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URI-protocol mapping (was Re: How to add new "protocols" ?)

From: Daniel LaLiberte <liberte@ncsa.uiuc.edu>
Date: Thu, 20 Feb 1997 10:31:33 -0600 (CST)
Message-Id: <199702201631.KAA22433@void.ncsa.uiuc.edu>
To: touch@isi.edu
Cc: luigi@labinfo.iet.unipi.it, ses@tipper.oit.unc.edu, masinter@parc.xerox.com, uri@bunyip.com
Simon (and others) made a point that was almost lost in the divergence
into efficiency considerations.  The point is that there is a choice
that *can* be made in how to resolve any URI (not just http URLs).
Each client can make this choice and local or remote servers can help
it make that choice.  The choice might be made on the basis of
efficiency, security, reliability, or any number of other factors.

To be blunt, the strong binding of "http" URLs to the HTTP protocol
is an illusion.  It is merely an association.  It can only be that.
What makes it *appear* to be a strong binding is that for the most
part HTTP over TCP is, in fact, used. 

touch@isi.edu writes:
 > > From http-wg-request@cuckoo.hpl.hp.com Wed Feb 19 10:26:06 1997
 > > Resent-Date: Wed, 19 Feb 1997 13:22:24 -0500 (EST)
 > > From: Luigi Rizzo <luigi@labinfo.iet.unipi.it>
 > > > 
 > > > What is the advantage to a transparent selection of transport
 > > > protocol, given these constraints??
 > > 
 > > Flexibility in switching transport protocols without having to rewrite
 > > the Web matherial.

 > > 	Luigi
 > This is a great argument for URNs.
 > Not necessarily for overloading the semantics of URLs.

Well, the question is, how troubling is the overloading?  Is there
a known process for discovering what semantics is intended, or is
everyone left to guess on their own?

 > The problem is that you have others referencing you, but you
 > don't know what protocol to use.
 > That requires a protocol in itself, to discover the transport
 > mechanism.

You are quite right.  This point is often missed.

The protocol to be used for any URI scheme (URL or URN) can
be hard-wired into the client, or it can be discovered via some
other protocol.

e.g. There have been a few suggestions in the past to extend the
normal resolution of http URLs to ask, via DNS, for the current
location of a server.

Here is a more generalized list of possible ways to discover the
semantics of a URI, starting local to the client and moving out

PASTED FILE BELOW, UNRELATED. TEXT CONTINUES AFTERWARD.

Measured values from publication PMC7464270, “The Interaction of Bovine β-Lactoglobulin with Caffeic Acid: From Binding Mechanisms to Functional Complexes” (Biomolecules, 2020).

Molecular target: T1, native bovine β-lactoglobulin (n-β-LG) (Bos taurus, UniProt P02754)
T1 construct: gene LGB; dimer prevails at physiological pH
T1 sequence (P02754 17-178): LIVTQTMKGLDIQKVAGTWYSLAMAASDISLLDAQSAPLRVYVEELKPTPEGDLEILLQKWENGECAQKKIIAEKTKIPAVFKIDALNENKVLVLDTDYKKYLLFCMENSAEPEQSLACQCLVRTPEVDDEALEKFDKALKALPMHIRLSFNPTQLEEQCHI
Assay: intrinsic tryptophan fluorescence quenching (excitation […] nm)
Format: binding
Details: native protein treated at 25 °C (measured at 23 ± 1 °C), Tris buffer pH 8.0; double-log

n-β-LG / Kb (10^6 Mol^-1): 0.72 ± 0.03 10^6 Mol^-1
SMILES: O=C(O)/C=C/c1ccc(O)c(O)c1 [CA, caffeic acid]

to remote services.

1. Look up the URI in an in-memory cache.  
   This apears to avoid any transport protocol, but consider that
   the client might be a distributed process itself, and its in-memory
   cache might live in another process with no shared memory.

2. Look up the URI in local or remote cache services.  These are
   mostly HTTP services so far, but note that the protocol for talking
   to an HTTP cache services is slightly different from how you talk
   to other HTTP servers.  Also, the cache service itself might have
   other protocols that it uses to talk with other cache services.

   Note also that the URI is not necessarily treated opaquely by cache
   services.  The known structure of the URIs may be used to structure
   the lookup process.

3. Look up the URI in a local table that maps a prefix of the URI to
   some protocol or process.  The table might say "use the file
   system" for local URIs, or "use afs" for a known ftp branch, or
   "use the NAPTR mechanism" for those old http://purl URLs.  A
   trivial case is "use HTTP [perhaps via a proxy] to the named
   server:port" for other http URLs - this is what is typically done
   that only appears to be a strong binding.

4. If the URI has a DNS component, lookup the domain name (in local
   name servers first) for service mappings.  This is similar to the
   local table, but may be distributed via DNS - all of DNS becomes
   a service lookup table.
5. Ask the named service (discovered by any of the above) to resolve a
   URI and learn that some other service or protocol should be used.
   This is not the same as getting a redirection to another URI,
   described next.

6. Get a redirection to another URI or a collection of alternative URIs.
   Make a choice or follow the redirection thus repeating the above
   process.  This redirection/indirection is just another way to map
   one URI to another, one protocol to another.

Daniel LaLiberte (liberte@ncsa.uiuc.edu)
National Center for Supercomputing Applications
Received on Thursday, 20 February 1997 11:33:03 UTC

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